In response to this estimate, on September 9, 2005, the Larkins filed suit against the Developers for breach of contract and fraud.   The Larkins claimed that the Developers breached the purchase contract when the Developers failed to deliver Lot 270 to them in a condition fit for the purpose for which they purchased the property.   They claimed that the Developers committed fraud when Akin told them that the additional costs of construction would only be a few thousand dollars when the costs were $83,000.

Following further proceedings, the Developers filed a motion for summary judgment.   Their primary argument was that the Release, signed by the Larkins, entitled them to a judgment of dismissal as a matter of law.   The Larkins argued that the Release was an invalid contract because it was not supported by valuable consideration.   After numerous briefs were filed on the issue, the trial court granted the Developers' motion for summary judgment.   This appeal follows.

The Larkins contend that the trial court erred by granting the Developers' motion for summary judgment.   The Larkins argue that the purchase of the property was completed prior to their signing of the Release on July 14, 2000.   Thus, they contend that the Release is an invalid and unenforceable contract because it was not supported by valuable consideration as they did not receive any benefit in return for signing the Release.

As our standard of review, we observe that summary judgment is proper when, as a matter of law, it appears that it would be impossible for the non-moving party to produce evidence at trial warranting a judgment in his favor.   Steelvest, Inc. v. Scansteel Service Center, Inc., 807 S.W.2d 476, 483 (Ky.1991).   The reviewing court must view the record in a light most favorable to the party opposing the motion for summary judgment and resolve all doubts in his favor.  Id. at 480.   Finally, we review de novo the trial court's judgment and afford its conclusion no deference.  Blevins v. Moran, 12 S.W.3d 698, 700 (Ky.App.2000).

We first note that the Larkins' factual allegations stated in their appellate brief are at odds with their deposition testimony offered to the trial court.   In their depositions, as set out earlier in this opinion, the Larkins testified that the property transaction, including the signing of the Release, was completed during a single meeting in their home in May 2000.   Despite this testimony, in their appellate brief, they assert that they signed the Release on July 14, 2000, after the property transaction had already been completed.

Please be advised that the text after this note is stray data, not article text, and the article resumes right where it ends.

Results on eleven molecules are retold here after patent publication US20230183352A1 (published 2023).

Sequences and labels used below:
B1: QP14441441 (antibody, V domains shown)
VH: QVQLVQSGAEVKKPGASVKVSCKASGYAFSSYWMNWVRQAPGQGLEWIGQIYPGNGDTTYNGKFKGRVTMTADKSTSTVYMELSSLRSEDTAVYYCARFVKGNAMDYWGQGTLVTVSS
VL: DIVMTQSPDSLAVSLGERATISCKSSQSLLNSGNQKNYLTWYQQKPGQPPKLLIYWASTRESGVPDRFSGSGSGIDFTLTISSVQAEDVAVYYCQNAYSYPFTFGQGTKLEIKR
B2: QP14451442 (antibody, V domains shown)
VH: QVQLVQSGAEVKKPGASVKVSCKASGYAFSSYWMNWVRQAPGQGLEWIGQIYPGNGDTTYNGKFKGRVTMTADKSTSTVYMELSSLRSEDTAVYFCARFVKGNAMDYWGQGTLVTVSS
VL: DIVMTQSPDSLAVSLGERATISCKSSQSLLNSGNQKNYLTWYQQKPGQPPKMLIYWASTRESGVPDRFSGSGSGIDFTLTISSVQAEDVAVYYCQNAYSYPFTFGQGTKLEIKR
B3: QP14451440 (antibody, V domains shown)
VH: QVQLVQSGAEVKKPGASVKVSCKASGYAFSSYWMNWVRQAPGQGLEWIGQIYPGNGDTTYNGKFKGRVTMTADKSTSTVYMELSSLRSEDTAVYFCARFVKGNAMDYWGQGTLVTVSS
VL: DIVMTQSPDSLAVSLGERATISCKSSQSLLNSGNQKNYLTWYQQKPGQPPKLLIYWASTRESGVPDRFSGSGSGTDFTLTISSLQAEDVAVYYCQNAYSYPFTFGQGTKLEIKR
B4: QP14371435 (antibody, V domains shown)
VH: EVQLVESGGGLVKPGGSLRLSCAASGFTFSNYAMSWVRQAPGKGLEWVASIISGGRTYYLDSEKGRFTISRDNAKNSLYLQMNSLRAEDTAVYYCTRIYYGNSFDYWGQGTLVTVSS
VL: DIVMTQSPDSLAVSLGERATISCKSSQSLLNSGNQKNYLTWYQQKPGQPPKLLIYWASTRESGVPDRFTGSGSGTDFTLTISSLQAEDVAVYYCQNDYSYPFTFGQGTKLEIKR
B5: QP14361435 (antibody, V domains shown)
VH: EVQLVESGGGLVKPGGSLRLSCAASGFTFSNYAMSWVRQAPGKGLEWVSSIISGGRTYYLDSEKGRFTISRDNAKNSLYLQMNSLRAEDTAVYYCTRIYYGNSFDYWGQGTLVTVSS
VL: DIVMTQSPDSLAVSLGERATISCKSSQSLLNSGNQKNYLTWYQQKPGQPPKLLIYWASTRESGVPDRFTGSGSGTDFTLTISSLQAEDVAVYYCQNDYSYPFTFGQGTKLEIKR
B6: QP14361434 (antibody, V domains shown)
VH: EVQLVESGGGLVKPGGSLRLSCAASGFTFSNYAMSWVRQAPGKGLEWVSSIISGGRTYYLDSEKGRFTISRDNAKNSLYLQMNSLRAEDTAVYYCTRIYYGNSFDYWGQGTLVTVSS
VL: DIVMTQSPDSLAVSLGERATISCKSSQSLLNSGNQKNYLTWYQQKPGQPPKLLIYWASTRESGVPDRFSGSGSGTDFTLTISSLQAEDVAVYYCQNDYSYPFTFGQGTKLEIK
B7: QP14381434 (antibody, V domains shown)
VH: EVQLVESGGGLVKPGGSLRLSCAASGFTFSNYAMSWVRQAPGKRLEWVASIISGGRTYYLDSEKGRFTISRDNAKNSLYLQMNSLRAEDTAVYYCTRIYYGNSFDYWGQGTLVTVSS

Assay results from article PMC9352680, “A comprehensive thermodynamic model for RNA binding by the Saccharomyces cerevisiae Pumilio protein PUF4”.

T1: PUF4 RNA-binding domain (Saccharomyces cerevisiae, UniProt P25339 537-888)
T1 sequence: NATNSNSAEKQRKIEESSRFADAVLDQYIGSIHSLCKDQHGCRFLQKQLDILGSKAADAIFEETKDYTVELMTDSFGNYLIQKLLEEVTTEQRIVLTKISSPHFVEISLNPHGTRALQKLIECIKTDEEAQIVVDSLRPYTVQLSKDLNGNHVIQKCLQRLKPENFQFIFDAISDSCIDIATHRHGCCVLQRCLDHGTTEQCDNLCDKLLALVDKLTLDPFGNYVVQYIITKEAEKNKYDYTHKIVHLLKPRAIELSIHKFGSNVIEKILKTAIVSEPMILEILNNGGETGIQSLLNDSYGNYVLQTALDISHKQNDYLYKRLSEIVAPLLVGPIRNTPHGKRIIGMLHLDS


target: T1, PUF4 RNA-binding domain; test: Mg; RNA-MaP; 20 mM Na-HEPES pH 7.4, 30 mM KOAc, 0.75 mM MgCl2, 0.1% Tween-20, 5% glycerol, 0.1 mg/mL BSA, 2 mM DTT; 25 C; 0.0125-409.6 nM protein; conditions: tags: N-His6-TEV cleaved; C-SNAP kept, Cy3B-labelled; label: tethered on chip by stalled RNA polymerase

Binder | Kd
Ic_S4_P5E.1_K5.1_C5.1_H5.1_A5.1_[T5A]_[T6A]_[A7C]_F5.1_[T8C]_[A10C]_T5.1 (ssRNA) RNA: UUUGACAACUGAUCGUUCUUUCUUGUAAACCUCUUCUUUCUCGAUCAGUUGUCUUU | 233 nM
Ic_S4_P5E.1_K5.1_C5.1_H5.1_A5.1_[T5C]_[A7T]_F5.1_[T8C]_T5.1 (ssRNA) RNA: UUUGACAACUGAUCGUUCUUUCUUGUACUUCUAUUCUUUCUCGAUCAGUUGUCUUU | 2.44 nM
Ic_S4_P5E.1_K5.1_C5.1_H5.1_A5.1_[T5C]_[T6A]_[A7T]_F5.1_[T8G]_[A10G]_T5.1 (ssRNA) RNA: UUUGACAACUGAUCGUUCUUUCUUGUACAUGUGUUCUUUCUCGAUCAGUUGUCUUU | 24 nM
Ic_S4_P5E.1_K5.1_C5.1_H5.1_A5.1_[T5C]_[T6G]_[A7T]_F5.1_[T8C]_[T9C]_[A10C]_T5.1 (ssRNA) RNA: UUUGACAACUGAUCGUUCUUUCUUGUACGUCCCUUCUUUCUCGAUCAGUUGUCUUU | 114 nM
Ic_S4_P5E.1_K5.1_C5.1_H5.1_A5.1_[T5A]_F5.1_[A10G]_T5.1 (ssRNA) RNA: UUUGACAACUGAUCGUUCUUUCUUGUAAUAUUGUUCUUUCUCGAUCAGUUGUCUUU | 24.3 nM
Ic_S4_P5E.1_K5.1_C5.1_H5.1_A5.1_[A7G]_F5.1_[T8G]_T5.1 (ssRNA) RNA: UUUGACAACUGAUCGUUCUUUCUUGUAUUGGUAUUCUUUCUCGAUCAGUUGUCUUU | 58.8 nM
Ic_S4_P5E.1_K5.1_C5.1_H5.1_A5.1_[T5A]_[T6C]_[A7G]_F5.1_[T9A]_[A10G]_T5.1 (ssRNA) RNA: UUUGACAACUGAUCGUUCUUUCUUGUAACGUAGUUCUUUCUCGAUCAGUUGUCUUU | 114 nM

Although the Larkins have reformulated their factual assertions since leaving the trial court, such reformulations are proscribed as an impermissible appellate practice.  Smith v. Commonwealth, 41 S.W.3d 458, 461 (Ky.App.2001).   A party's assertions before the appellate court must be its assertions before the trial court.  Kennedy v. Commonwealth, 544 S.W.2d 219, 222 (Ky.1976).   However, we need not decide which set of facts to accept because the Developers are entitled to a judgment as a matter of law under both.

 Accepting the Larkins' trial facts as true, since the entire transaction was completed during the May meeting, the Release signed by the Larkins was a valid contract as it was supported by valuable consideration as recited in Part III of the Release.   In Frear v. P.T.A. Industries, Inc., 103 S.W.3d 99, 107 (Ky.2003), the court held that a release is an agreement between parties where one party surrenders the right to sue the other party for a claim that might arise.

 After determining that a contract is valid, a court should interpret the terms of the contract according to their plain and ordinary meaning.   Nationwide Mutual Insurance Co. v. Nolan, 10 S.W.3d 129, 131 (Ky.1999).   Applying this rule of law, the Larkins signed a Release that surrendered any claim or action that they would have had against the developers due to the issue of the lot's slope stability.   Consequently, the Larkins' breach of contract and fraud claims are disposed of by the terms of the Release;  thus, the trial court's grant of summary judgment was proper.

 Moreover, even if we accept the version of the facts asserted by the Larkins in their appellate brief, the Developers were still entitled to a judgment as a matter of law.   The Larkins claim that they signed the Release on July 14, 2000, as reflected on the signature lines of the Release itself, but that the purchase had already been completed leaving the Release invalid for a lack of consideration.

However, the record reflects that the Larkins tendered a check to the Developers, dated July 14, 2000, the same date that they signed the Release.2  This check constitutes valuable consideration and thus establishes the Release as a valid contract.   And as has been previously set out in this opinion, the Release constitutes a surrender of the Larkins' right to bring an action related to Lot 270's slope stability.

For the foregoing reasons, the order of the Boone Circuit Court is affirmed.

FOOTNOTES

2.   Although several documents indicate that the purchase of the land was not completed during the May meeting, the Larkins disputed this contention during their depositions.

THOMPSON, Judge.

ALL CONCUR.